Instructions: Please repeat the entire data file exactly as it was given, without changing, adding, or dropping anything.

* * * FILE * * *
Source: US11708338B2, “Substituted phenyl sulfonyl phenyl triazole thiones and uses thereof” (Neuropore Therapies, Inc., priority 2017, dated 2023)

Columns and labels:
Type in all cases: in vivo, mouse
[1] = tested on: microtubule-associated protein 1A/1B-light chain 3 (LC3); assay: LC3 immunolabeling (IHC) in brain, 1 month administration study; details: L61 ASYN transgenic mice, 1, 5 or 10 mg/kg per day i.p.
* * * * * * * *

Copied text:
Source: US11708338B2, “Substituted phenyl sulfonyl phenyl triazole thiones and uses thereof” (Neuropore Therapies, Inc., priority 2017, dated 2023)

Columns and labels:
Type in all cases: in vivo, mouse
[1] = tested on: microtubule-associated protein 1A/1B-light chain 3 (LC3); assay: LC3 immunolabeling (IHC) in brain, 1 month administration study; details: L61 ASYN transgenic mice, 1, 5 or 10 mg/kg per day i.p.